A church leader says Margaret Court’s “bad theology” is his reason for joining the growing list of Order of Australia members who are returning their awards in protest against her elevation to the country’s highest civilian honour.
A growing list of recipients, including retired broadcaster Kerry O’Brien and acclaimed artist Peter Kingston, have either returned or refused awards and others say theirs have been tarnished.
The Reverend Alistair Macrae is returning his Officer of Order of Australia award.Credit:Eddie Jim
In this week’s Australia Day awards, Court was elevated from an Officer of the Order of Australia (AO) to a Companion of the Order of Australia (AC) for her sporting success.
As a tennis player, she won 24 grand slam women’s singles titles, but as a Pentecostal pastor she has preached against LGBTQ rights, opposed same-sex marriage and, in 2017, compared homosexuality with Hitler and “the devil”.
The Reverend Alistair Macrae, a former president of the Uniting Church in Australia who was appointed an Officer of the Order of Australia for his contributions to the church and the community, said on Wednesday that he would be handing his award back.
“As a minister and theologian, I am aware that bad theology kills people,” Mr Macrae wrote in an opinion piece for The Age.
Margaret Court at the Australian Open in 2017.Credit:Getty Images
“Bad theology underpinned the racist apartheid regime in South Africa. Bad theology supported Hitler’s racist ideology and the evil it produced. Bad theology underpinned or failed to recognise the racist assumptions behind the destructive program of colonisation not least in this land. Bad theology continues to alienate and oppress sexual minorities.”
Court has stated that her religious views are separate from her sporting career, comments which Mr Macrae argued were disingenuous for a public figure.
He pointed to high suicide rates in the LGBTQ community and stressed that Court’s views were not shared by all Christians.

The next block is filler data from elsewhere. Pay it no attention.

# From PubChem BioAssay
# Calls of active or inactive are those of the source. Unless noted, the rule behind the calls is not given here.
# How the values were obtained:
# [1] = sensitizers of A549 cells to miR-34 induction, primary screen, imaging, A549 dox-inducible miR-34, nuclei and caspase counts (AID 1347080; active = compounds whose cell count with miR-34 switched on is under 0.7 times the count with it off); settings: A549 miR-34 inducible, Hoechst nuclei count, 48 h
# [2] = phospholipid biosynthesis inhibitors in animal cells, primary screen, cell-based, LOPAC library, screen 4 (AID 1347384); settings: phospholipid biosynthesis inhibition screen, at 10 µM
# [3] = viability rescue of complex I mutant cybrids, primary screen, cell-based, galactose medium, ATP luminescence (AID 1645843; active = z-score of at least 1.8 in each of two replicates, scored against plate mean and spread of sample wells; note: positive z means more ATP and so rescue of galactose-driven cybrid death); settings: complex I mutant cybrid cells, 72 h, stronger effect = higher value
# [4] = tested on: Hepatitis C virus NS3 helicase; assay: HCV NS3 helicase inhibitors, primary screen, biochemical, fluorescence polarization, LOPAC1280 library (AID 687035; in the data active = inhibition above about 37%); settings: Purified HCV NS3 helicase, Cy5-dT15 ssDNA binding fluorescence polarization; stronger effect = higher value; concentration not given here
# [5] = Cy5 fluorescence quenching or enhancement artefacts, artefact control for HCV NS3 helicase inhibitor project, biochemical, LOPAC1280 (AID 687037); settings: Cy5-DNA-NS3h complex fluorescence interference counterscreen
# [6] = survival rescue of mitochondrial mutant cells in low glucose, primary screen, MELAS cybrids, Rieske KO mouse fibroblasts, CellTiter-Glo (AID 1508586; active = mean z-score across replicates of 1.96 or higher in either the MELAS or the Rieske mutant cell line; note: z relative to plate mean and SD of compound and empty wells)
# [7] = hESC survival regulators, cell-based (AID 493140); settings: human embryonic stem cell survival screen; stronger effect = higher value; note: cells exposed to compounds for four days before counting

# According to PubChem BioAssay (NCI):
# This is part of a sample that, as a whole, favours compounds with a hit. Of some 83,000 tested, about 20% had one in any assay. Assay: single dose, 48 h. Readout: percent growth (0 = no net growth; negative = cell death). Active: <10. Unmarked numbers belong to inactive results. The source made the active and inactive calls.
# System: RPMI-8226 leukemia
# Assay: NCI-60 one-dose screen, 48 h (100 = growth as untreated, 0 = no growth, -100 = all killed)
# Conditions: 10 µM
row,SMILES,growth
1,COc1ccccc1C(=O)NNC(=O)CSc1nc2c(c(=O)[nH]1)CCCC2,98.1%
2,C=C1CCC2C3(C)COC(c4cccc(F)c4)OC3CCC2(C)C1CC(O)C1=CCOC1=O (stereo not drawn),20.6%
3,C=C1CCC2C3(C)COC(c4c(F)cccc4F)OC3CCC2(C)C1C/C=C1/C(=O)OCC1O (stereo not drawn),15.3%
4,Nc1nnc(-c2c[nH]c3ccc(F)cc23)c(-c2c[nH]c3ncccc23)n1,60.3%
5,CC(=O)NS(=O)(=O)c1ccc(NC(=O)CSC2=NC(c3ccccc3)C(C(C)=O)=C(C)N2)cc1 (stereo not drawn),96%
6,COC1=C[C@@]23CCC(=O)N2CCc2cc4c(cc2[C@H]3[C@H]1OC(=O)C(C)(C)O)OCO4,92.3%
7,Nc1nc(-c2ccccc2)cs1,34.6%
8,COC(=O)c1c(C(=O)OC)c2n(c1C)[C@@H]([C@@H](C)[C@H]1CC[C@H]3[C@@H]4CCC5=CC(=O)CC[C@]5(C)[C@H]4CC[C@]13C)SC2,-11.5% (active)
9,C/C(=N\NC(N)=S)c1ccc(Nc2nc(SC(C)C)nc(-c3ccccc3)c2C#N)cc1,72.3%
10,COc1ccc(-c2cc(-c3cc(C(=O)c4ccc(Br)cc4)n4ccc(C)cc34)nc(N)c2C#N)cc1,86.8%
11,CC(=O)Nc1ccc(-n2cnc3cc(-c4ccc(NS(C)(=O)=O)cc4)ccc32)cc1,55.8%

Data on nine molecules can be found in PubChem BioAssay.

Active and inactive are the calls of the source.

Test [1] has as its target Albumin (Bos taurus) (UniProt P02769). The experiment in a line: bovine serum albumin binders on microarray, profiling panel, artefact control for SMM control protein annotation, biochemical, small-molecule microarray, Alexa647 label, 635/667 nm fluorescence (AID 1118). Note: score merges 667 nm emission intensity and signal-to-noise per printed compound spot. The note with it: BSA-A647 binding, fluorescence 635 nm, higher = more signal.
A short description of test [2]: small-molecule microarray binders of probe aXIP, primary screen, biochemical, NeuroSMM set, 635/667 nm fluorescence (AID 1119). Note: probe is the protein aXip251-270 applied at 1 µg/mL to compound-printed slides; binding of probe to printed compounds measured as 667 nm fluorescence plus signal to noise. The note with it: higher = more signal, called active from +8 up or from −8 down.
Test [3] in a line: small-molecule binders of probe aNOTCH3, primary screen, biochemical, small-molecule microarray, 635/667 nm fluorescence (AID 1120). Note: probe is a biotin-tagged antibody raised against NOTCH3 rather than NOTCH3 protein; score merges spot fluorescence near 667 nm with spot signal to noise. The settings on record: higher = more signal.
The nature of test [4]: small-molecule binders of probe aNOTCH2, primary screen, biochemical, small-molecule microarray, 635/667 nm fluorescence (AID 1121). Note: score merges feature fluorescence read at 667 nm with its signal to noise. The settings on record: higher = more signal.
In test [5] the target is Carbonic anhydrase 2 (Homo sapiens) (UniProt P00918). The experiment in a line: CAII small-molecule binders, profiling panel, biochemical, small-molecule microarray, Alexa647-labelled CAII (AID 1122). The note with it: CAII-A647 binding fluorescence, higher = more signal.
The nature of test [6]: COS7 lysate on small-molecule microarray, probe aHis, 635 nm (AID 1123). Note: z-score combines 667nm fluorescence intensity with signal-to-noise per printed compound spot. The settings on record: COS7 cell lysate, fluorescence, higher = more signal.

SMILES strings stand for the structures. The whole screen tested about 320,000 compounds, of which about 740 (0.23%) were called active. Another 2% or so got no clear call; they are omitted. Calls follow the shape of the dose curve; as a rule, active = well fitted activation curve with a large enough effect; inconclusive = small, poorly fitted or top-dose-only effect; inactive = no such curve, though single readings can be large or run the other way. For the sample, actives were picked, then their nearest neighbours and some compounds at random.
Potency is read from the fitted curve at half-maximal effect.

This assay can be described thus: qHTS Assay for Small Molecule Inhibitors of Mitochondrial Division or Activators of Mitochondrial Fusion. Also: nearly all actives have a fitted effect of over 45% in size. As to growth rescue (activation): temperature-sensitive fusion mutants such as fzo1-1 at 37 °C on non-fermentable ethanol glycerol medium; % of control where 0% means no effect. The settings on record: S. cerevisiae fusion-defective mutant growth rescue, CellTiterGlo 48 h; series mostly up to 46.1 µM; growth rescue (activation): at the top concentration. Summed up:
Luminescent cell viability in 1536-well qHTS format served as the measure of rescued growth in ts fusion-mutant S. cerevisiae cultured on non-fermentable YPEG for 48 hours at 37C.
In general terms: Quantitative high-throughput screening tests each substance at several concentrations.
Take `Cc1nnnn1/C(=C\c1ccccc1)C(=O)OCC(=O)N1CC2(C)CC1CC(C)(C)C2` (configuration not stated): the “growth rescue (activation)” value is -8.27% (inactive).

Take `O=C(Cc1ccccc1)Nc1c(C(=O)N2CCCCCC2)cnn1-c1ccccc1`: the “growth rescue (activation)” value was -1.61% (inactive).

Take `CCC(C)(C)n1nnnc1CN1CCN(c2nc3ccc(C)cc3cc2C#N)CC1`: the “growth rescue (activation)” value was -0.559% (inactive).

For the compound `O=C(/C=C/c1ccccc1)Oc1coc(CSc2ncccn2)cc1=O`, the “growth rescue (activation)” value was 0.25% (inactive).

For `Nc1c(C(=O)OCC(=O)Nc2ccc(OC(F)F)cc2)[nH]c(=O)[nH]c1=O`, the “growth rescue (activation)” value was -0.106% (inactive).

“If it harms people, from my perspective, it’s not from God,” he said.
Melbourne psychologist Suzy Nixon is contemplating whether she should hand back her Medal of the Order of Australia (OAM), which she considers to have been tarnished by association with Court but is yet to make a decision.
Ms Nixon, who was awarded the OAM in 2017 for “services to the community, particularly to women”, said she wanted to see more women recognised and it seemed sexist that male tennis great Rod Laver had been made an AC but Court had not.
But Ms Nixon said it was not acceptable to “reward someone for exceptional behaviour in one field, while ignoring their exceptionally destructive behaviour in another”.
Court’s views, Ms Nixon said, were “divisive and sometimes profoundly damaging”.
O’Brien had been due to receive an Australia Day honour this year but rejected it in protest while Kingston said he would return his.
A handful of recipients have publicly committed to doing the same in the letters page of The Age, including Dr Rodney Syme and Professor Caroline de Costa.
Professor da Costa said she did not wish to be associated with an organisation that condoned Court’s views.
Canberra-based GP Clara Tuck Meng Soo has given up her OAM because Court’s elevation sent “a strong signal that discrimination and prejudice are not only tolerated but honoured in our Australian community”.
“As someone who has lived as a gay man and now as a transgender woman, I am aware of just how deeply hurtful Court’s outbursts can be to my community,” she wrote in an opinion piece.
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